Can't Pay Your Health Insurance Deductible? What Now?

6 Ways You Can Pay

You’re not alone if you can’t afford your health insurance deductible. No matter how much your deductible is, if you don’t have that much in savings and you’re living paycheck to paycheck, it can feel like your deductible is too high. This article will explain some strategies and options for coping with medical costs when you can't afford your deductible.

Health insurance deductibles have been steadily rising for years. Depending on the plan design, the deductible can be as high as the allowable out-of-pocket maximum, which is $8,700 for a single individual in 2022. Fortunately, most health plans have deductibles that are well below this limit.

The vast majority of employer-sponsored health plans require members to pay a deductible. Among these workers' plans, the average individual deductible was $1,669 in 2021. Although this is far less than the maximum allowable out-of-pocket cap, it is still dramatically higher than the average annual deductible in 2006, which was just $584. 

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Simone Becchetti / Stocksy United

Among people who buy their own health insurance in the individual market, deductibles are even higher. eHealthinsurance, an online brokerage, reported that for 2021 coverage selected by consumers who used eHealthinsurance and didn't qualify for any ACA subsidies, the average individual deductible was $4,490.

It's important to note that people who don't receive premium subsidies are more likely to buy lower-cost bronze plans, which have higher deductibles. And the ACA's cost-sharing subsidies—which were obtained by nearly half of the people who enrolled in marketplace/exchange plans during the open enrollment period for 2021 coverage—provide significantly lower deductibles for people who are eligible based on their income. But there is no doubt that people who buy their own health insurance are generally subject to fairly significant deductibles.

[Note that cost-sharing subsidies are only available on silver plans; a single person in the continental U.S. with an income as high as $32,200 will qualify for cost-sharing subsidies in 2022, but would need to select a silver plan through the health insurance exchange in their state in order to take advantage of this benefit.]

Planning Ahead With a Health Savings Account or Flexible Spending Account

If you enroll in an HSA-qualified health plan, try to make it a priority to establish an HSA and contribute to it on a regular basis, so that the money will be there if you end up needing to meet your deductible.

If your employer offers a flexible spending account (FSA), you can consider making contributions to the FSA so that the funds will be there when you need to meet your deductible. But this is not a sure-fire strategy, because FSAs have a "use it or lose it" rule, and the money in the account belongs to your employer if you leave your job (as opposed to an HSA, where the money rolls over from one year to the next if you don't use it, and goes with you if you leave your job).

When You Can't Afford Your Deductible

If you can’t afford your deductible, your options for dealing with it depend on whether you owe your deductible right now, or whether you’re preparing in advance. If you’re looking to the future and realizing you’ll have to come up with this chunk of change eventually, check out “Deductible Too High? How To Budget for a Health Insurance Deductible.”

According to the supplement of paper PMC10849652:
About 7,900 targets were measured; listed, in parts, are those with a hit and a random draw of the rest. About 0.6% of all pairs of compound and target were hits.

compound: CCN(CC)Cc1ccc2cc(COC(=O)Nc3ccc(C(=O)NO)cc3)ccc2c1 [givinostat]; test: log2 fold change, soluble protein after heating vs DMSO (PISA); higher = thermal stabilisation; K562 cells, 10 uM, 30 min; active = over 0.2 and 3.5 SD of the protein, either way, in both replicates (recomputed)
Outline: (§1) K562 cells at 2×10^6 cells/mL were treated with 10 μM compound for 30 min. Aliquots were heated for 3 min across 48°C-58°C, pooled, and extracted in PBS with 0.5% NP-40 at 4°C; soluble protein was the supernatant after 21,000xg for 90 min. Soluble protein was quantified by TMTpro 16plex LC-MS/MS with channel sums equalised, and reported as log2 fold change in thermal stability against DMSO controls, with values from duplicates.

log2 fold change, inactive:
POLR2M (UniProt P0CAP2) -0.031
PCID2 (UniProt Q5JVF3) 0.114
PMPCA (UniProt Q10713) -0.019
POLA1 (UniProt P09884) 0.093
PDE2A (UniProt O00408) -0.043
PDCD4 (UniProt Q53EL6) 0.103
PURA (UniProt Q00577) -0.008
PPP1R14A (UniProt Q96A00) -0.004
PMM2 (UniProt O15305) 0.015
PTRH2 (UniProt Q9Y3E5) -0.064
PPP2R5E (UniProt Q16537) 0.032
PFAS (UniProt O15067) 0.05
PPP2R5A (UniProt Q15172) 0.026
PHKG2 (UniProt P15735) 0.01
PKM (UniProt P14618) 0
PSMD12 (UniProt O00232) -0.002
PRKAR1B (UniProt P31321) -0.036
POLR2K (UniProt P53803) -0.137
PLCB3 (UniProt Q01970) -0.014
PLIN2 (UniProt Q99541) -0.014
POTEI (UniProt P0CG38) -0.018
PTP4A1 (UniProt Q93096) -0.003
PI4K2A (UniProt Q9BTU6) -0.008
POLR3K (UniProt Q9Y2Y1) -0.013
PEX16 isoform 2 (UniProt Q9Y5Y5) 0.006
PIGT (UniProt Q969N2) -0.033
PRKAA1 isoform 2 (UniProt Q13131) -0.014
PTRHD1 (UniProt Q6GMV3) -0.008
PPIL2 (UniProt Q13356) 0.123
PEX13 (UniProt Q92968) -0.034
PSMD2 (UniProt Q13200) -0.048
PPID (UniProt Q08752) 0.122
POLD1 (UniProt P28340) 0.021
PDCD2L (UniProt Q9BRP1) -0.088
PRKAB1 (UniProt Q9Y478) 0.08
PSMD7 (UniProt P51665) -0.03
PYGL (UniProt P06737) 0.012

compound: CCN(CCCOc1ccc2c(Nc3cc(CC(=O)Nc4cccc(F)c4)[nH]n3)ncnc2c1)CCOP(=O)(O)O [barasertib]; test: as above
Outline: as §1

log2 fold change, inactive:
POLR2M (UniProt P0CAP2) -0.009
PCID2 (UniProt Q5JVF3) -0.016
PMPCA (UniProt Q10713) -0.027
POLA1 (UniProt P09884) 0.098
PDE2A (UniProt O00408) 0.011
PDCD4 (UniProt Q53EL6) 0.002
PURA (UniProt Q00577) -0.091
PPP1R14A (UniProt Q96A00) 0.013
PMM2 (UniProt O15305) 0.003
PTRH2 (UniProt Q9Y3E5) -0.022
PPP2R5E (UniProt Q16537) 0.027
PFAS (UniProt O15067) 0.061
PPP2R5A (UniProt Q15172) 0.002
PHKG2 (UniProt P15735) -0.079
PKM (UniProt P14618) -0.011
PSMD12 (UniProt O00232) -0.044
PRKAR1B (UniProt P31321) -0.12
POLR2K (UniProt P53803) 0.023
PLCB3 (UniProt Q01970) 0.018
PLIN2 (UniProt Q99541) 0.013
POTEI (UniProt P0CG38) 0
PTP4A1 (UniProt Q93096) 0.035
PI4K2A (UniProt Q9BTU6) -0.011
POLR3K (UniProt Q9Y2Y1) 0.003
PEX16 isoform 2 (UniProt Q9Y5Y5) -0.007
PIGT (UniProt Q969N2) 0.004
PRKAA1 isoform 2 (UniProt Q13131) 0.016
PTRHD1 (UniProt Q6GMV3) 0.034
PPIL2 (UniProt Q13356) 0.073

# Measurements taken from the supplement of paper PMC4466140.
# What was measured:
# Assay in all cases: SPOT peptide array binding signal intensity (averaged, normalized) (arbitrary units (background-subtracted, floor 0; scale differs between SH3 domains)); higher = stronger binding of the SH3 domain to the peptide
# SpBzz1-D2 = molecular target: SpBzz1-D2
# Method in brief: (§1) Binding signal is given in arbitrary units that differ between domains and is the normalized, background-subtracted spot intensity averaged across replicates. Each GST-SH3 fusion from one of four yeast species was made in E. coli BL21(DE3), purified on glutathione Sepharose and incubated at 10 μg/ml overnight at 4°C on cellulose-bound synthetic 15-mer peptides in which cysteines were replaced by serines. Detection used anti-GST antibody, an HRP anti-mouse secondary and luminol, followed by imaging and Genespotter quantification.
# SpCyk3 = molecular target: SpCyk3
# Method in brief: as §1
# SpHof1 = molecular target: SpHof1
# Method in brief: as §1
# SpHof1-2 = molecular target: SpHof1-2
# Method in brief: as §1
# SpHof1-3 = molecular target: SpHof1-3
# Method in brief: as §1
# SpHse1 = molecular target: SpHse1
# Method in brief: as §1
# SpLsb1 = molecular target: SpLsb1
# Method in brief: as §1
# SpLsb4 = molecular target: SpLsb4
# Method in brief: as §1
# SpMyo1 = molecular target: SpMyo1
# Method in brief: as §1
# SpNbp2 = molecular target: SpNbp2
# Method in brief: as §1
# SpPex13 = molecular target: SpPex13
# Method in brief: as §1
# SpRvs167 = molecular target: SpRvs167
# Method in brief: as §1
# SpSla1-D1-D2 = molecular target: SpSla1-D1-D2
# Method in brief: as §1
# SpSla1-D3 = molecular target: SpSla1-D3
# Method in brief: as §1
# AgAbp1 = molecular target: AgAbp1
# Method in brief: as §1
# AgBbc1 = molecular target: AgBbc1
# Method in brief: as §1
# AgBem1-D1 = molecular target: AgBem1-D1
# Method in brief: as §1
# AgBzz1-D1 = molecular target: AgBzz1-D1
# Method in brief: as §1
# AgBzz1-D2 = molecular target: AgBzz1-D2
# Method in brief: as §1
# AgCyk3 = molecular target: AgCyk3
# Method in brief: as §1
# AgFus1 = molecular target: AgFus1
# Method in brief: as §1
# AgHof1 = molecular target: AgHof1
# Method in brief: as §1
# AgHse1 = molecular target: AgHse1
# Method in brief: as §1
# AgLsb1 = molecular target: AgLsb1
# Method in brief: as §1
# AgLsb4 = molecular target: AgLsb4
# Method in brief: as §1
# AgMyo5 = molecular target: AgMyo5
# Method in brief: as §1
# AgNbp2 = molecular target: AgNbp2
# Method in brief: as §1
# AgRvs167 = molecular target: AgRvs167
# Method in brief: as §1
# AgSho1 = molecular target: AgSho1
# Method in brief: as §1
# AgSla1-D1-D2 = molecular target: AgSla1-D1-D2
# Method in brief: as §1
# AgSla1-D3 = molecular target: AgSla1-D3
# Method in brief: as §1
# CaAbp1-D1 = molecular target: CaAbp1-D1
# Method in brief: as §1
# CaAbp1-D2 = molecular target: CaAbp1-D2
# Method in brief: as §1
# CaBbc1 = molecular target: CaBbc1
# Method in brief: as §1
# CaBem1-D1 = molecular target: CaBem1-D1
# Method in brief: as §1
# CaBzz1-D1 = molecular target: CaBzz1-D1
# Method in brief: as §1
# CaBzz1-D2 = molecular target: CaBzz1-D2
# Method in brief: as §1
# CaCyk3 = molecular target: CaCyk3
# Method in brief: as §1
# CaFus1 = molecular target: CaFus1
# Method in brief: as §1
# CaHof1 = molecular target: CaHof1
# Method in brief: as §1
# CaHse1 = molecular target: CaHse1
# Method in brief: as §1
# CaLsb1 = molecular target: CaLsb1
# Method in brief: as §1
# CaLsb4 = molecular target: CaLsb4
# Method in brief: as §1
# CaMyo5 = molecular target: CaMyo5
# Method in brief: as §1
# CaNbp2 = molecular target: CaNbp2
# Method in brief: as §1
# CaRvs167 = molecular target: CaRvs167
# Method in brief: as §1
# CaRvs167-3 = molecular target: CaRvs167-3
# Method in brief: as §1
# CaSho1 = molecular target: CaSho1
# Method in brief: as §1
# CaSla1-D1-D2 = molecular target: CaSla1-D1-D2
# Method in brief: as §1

If you have to pay your deductible right now but you don’t have the money, your predicament is tougher. If you don’t come up with a way to pay, your care may be delayed or you might not be able to get the care you need (emergency departments cannot turn people away based on a lack of ability to pay, but this rule only requires assessment and stabilization, and does not apply to non-emergency care). Here are some possible options to keep in mind.

Negotiate a Payment Plan

Your healthcare provider can’t waive or discount your deductible because that would violate the rules of your health plan. But they may be willing to allow you to pay the deductible you owe over time. Be honest and explain your situation upfront to your healthcare provider or hospital billing department. Explain that you’re not trying to get out of paying but that you’d like the privilege of setting up a payment plan.

Although it’s aimed at asking for discounts rather than setting up a payment plan, “How To Negotiate With Your Provider” gives tips on how to have a conversation like this with your healthcare provider.

The Caveats:

  • You may owe your deductible to more than one healthcare provider. For example, if you see a healthcare provider and he or she orders blood tests, you’d owe part of your deductible to your healthcare provider and part of it to the blood test lab. This means negotiating two payment plans, not one.
  • If you don’t keep up the payments on your negotiated payment plan, you’ll seriously damage your relationship with your healthcare provider, and you might not get another opportunity to set up a payment plan for future medical bills. So you'll want to make sure that the payments and repayment timeframe are realistic, given your financial situation.

Explore Cheaper Health Care Options

There’s usually more than one way to treat a given healthcare problem. Are you using the least expensive treatment option that will work for you?

While switching to a less expensive treatment option won’t make your deductible any smaller, the deductible will come due over a longer period of time and in smaller chunks. For example, if you have a $3,000 deductible and are getting a treatment costing $700 per month, switching to a treatment costing $400 per month will lower your monthly expenses. You’ll still end up paying the entire $3,000 deductible before your health insurance begins to pay. But, with the cheaper treatment, you’ll spread that deductible over eight months rather than five months, making it easier to manage.